The Engineer Who Has "Saved More Lives Than Any Single Person in the History of Aviation"

By Sarah Zhang | February 7, 2012 12:52 pm

spacing is important

The number one cause of plane crashes used to be controlled flight into terrain (pdf), accidents where pilots unintentionally collide with an obstacle. A  pilot unable to see through fog, for example, could fly straight into a mountain, crashing an otherwise perfectly functional plane. Such accidents killed over 9000 people—until aviation engineer Don Bateman’s crash-avoidance technology changed all that.

Bateman invented the original Ground Proximity Warning System (GPWS) in the 1970s. Using information from the altimeter. airspeed indicator, and other devices already standard in planes, the original GPWS warned pilots with increasing urgency—first “Caution—Terrain,” then “Pull up! Pull up!”—if the plane was due to crash. Bateman, now 79 years old, still works at Honeywell and he’s still perfecting the GPWS. The modern warning system integrates GPS locations of potential obstacles. In a profile of Bateman for the Seattle Times, Bob Voss, chief executive of the Flight Safety Foundation, says, “It’s accepted within the industry that Don Bateman has probably saved more lives than any single person in the history of aviation.”

Bateman traces his interest in improving flight safety to a horrific plane crash he witnessed as a 8-year-old boy growing up in Canada. He snuck out of school with a friend to the scene of the crash:

Two military training planes — a Lockheed Hudson and an Avro Anson — had collided in midair with 10 crewmen on board.

“I had never seen blood before from a human being,” Bateman recalled. “It was horrible. It was pretty gory.”

The next day, his teacher reprimanded the two boys and ordered them to write a detailed account of what they had witnessed.

When he handed in his piece, she told him: “You sure can’t spell. You’re going to be an engineer.”

Good thing he is. Read more of the profile at the Seattle Times.

CATEGORIZED UNDER: Physics & Math, Technology
  • Matt H.

    Take that Chesley Sullenberger! Take that Al Haynes! Don Bateman has you both beat.

  • JCHarris

    I wonder if Mr. Bateman can spell now? Heh.

  • igor

    From your title it seams that all the pilots are retarded and would fly to a mountain every time without this guys participation… really a science magazine, really?!?!?

  • Sandra Woodall

    We are all fortunate beyond anything we deserve that you live in our time. I hope you will find joy in invention for a long time.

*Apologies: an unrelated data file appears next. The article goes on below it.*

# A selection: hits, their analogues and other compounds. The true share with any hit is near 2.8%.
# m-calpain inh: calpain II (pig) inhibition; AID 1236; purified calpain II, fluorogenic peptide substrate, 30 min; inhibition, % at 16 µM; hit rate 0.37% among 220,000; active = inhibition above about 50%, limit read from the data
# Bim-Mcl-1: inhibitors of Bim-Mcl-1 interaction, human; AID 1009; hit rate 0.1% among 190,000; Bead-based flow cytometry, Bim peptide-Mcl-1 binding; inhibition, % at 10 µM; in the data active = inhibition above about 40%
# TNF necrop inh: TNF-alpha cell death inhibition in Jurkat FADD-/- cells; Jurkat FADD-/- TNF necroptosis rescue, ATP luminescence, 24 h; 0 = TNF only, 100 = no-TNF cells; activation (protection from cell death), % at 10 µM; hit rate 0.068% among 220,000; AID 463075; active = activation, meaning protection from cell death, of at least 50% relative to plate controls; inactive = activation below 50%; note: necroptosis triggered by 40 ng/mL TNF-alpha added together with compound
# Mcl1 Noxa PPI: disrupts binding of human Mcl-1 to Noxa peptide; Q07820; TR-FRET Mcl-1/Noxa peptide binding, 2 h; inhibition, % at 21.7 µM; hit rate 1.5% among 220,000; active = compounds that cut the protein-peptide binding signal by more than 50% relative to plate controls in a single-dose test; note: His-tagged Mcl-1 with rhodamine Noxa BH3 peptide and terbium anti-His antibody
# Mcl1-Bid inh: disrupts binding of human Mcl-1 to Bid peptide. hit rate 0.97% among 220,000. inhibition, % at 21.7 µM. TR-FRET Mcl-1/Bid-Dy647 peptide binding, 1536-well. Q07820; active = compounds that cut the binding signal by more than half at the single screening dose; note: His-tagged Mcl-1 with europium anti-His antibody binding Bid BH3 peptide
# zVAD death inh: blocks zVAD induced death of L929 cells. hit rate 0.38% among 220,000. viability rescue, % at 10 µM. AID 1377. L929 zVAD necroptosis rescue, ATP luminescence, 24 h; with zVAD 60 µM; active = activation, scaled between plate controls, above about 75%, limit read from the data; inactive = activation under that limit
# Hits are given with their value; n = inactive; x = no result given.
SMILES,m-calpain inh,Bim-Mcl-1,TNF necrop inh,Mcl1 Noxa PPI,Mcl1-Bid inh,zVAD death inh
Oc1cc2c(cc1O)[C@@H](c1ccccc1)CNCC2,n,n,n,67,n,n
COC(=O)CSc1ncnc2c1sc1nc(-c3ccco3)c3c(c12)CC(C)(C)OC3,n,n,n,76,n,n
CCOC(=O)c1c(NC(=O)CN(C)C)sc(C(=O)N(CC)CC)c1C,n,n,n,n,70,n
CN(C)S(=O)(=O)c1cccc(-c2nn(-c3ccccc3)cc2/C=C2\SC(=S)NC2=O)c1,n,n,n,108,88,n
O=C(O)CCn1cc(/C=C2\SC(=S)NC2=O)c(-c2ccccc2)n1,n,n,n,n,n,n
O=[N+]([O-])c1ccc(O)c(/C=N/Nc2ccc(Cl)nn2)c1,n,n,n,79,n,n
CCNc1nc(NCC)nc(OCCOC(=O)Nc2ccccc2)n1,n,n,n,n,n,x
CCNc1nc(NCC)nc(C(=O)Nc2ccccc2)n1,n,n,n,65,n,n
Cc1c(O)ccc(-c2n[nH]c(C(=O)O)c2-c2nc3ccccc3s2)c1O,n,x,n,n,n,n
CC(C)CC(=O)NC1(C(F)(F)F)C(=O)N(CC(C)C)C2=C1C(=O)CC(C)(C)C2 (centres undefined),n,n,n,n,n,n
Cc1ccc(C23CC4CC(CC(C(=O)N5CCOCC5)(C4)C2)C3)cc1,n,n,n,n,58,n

• RCElliott

    It’s interesting that the one really negative and arrogant response here, is from a person hiding behind a fake name (igor). You completely miss the point! Not all pilots are going to fly their planes into the ground, but this advance helps to reduce accidents where that might happen. Lighten up!

  • Jotaf

    (cue music…) Nanana nananana… Bateman!!

  • Carolyn

    @igor Hmm, the impression that I got is that sometimes they just can’t see that there might be, say, a mountain if there’s dense cloud cover. It’s hard to know if one’s coming up and therefore it’s helpful (to say the least!) to have the GPWS. :)

    Anyway, pretty cool!

  • Brent

    So this engineer, (so am I) has saved thousands of people with his inventon. Do you think he is properly rewarded for this? I bet he makes 10x less than the CEO, who has saved no one. Do you think his name is on the patent even? This man should be set for life for this, as a hero. It is becoming an increasing issue, where science and engineering have less and less insentives since upper managment take the profite from our work. What products would you have with out us? It is time engineering and science strike or boycott. If a CEO is so important lets see them make any money with out us. The only good CEO is one who created the company and has a stack in the product and customer.

  • m

    I would agree with Brent. There was a time where we appreciated the guy who made a geniune difference. people just dont do the right thing by each other any more. Lets lift those up who actually have the ideas and the motivation to follow them through. MCSH-

  • Mike

    Is any one person worth the astronimical benefits that some CEOs and other top people in a company make? I really doubt it. Let’s stop this obscene practice! These people are no smarter than the average person, they are just meaner, more aggressive, and more amoral than the rest of us.

  • Susan Durham

    OK, Brent:

    incentives, not insentives
    profit, not profite (putting a vowel after a single consonant makes the preceding vowel long).
    without, not with out

    I agree. In our system, one is only rewarded if they can generate passive income somehow from their work. Those who educate us, keep us safe, liberate us, should be “national treasures” as they are in Japan, and, yes, they should have it made!

    And no, those who, as I do, correct other people’s spelling and grammar errors, should not be included in that bunch!


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